You are bound to feel some reservations at first. I understand that. Already visions of my suppers--me hunched over a bag of flour with a glass of water nearby--may be filling your inexperienced minds. Calm yourselves. I am not going to delve into the wonderful properties of flour and water today. Today I will cover only the rudimentary methods of my shopping--methods which you may perhaps begin to immitate!

The first rule of shopping is to cleanse your mind of all previous notions you have about name brand products. Many people feel it is okay to have a devotion to a certain product brand. They think such thoughts as: "I am paying a bit more for this brand, but at least I know it is a quality product." Absolute nonsense. People with this kind of logic may also assume that name brand hot dogs are made of only the best cow intestines and rat-carcuses, while the generic hot dogs have only any old intestines and rodent for ingredients. Really, I think once we have established that we are dealing in intestines and rats, the only thing that should affect our decision-making is the lowest price.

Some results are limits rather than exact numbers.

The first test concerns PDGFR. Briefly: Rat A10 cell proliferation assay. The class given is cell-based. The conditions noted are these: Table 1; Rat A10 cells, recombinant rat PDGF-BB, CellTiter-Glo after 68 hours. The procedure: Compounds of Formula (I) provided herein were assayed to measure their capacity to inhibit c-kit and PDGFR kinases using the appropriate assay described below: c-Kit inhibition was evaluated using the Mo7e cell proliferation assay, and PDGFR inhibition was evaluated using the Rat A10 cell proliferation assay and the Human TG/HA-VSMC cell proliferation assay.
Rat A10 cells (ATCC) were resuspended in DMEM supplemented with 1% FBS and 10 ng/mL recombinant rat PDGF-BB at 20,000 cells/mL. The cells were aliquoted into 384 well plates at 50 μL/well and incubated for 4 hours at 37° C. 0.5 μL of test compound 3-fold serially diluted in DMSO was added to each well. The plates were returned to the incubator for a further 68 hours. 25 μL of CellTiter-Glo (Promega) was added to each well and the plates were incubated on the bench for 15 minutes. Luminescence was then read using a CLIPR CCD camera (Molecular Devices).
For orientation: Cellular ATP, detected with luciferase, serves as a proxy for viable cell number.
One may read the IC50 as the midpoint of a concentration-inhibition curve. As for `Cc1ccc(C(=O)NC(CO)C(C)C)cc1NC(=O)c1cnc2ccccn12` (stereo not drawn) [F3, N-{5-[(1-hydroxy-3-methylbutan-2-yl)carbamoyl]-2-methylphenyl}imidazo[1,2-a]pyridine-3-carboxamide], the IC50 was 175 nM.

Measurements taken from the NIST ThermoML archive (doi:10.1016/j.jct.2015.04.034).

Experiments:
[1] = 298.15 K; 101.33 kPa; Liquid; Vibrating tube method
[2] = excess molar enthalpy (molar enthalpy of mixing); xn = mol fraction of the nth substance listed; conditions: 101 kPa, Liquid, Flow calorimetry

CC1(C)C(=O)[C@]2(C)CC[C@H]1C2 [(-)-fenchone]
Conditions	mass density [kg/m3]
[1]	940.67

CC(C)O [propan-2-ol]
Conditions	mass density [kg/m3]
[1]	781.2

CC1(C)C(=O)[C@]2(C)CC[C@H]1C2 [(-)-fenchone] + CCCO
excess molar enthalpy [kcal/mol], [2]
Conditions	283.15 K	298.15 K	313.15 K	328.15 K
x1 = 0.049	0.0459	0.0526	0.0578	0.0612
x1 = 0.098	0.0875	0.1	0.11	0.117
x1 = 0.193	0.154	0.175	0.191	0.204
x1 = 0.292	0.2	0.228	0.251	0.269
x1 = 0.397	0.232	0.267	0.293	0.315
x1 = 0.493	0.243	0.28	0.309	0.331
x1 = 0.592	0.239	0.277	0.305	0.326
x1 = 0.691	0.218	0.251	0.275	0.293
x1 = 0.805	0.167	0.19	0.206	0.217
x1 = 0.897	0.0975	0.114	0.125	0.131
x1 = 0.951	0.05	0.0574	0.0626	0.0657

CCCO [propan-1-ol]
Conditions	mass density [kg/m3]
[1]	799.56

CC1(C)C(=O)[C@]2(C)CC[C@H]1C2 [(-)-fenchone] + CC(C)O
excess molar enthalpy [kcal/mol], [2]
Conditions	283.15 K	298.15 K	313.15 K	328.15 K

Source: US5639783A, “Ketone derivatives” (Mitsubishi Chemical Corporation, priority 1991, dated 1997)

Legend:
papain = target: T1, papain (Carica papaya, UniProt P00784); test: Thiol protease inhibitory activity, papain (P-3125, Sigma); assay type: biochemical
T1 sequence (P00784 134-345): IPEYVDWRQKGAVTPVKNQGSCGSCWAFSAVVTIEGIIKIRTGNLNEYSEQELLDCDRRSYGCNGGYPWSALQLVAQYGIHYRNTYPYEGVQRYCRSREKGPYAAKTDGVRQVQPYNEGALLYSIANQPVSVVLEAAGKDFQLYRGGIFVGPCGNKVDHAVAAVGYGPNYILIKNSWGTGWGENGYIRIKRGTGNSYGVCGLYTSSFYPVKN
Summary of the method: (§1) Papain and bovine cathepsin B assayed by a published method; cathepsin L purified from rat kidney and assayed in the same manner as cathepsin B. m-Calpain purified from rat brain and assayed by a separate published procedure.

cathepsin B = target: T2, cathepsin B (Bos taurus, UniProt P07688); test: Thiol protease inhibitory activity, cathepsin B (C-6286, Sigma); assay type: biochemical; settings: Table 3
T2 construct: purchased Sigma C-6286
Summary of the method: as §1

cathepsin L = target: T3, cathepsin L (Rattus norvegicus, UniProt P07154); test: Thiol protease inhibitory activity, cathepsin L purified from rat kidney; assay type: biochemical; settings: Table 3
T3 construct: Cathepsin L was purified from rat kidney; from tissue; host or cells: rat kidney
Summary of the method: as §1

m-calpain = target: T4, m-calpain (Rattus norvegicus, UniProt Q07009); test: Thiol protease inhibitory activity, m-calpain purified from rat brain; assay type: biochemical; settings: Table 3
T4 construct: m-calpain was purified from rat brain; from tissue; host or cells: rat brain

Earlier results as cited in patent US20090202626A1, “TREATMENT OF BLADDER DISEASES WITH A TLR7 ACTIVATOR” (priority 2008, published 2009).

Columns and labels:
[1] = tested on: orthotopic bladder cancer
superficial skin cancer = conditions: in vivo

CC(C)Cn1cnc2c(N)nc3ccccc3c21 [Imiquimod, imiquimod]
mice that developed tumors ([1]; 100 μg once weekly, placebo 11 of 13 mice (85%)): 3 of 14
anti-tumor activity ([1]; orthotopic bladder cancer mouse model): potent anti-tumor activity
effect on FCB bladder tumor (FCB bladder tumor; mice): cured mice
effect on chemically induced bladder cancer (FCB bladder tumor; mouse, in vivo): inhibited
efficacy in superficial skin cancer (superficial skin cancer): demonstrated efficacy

The typical Western economist will tell you that you SHOULD feel an attatchment to certain producers, and that your respect for their quality will allow them to excell and over-all up-grade the quality of food production. Academic rubbish. Let me remind you that these same economists believe there is no such thing as a free lunch. Obviously they have not seen me walk into a fast food restuarant, squirt 15 mini-packages of ketchup and mustard down my throat, and then walk away patting my stomach with satisfaction.